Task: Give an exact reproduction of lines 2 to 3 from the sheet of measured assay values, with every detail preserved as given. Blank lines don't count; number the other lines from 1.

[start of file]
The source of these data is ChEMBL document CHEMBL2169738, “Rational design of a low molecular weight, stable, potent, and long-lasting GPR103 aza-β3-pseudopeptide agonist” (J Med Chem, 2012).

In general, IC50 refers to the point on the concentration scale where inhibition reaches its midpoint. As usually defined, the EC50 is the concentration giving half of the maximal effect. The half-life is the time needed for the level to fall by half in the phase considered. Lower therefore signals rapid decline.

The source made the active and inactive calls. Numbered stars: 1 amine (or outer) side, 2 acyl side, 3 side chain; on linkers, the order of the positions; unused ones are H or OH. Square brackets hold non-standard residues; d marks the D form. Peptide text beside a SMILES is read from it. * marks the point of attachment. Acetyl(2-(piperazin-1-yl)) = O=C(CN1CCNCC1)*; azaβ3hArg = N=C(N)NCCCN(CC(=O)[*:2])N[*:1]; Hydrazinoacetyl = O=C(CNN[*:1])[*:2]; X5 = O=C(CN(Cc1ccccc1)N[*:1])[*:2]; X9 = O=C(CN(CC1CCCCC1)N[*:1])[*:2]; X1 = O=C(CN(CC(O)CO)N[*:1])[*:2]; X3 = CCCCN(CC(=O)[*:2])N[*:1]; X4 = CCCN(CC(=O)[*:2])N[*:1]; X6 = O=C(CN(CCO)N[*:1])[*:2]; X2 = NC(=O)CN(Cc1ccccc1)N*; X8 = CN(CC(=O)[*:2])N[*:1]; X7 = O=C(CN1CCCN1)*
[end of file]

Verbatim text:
In general, IC50 refers to the point on the concentration scale where inhibition reaches its midpoint. As usually defined, the EC50 is the concentration giving half of the maximal effect. The half-life is the time needed for the level to fall by half in the phase considered. Lower therefore signals rapid decline.

The source made the active and inactive calls. Numbered stars: 1 amine (or outer) side, 2 acyl side, 3 side chain; on linkers, the order of the positions; unused ones are H or OH. Square brackets hold non-standard residues; d marks the D form. Peptide text beside a SMILES is read from it. * marks the point of attachment. Acetyl(2-(piperazin-1-yl)) = O=C(CN1CCNCC1)*; azaβ3hArg = N=C(N)NCCCN(CC(=O)[*:2])N[*:1]; Hydrazinoacetyl = O=C(CNN[*:1])[*:2]; X5 = O=C(CN(Cc1ccccc1)N[*:1])[*:2]; X9 = O=C(CN(CC1CCCCC1)N[*:1])[*:2]; X1 = O=C(CN(CC(O)CO)N[*:1])[*:2]; X3 = CCCCN(CC(=O)[*:2])N[*:1]; X4 = CCCN(CC(=O)[*:2])N[*:1]; X6 = O=C(CN(CCO)N[*:1])[*:2]; X2 = NC(=O)CN(Cc1ccccc1)N*; X8 = CN(CC(=O)[*:2])N[*:1]; X7 = O=C(CN1CCCN1)*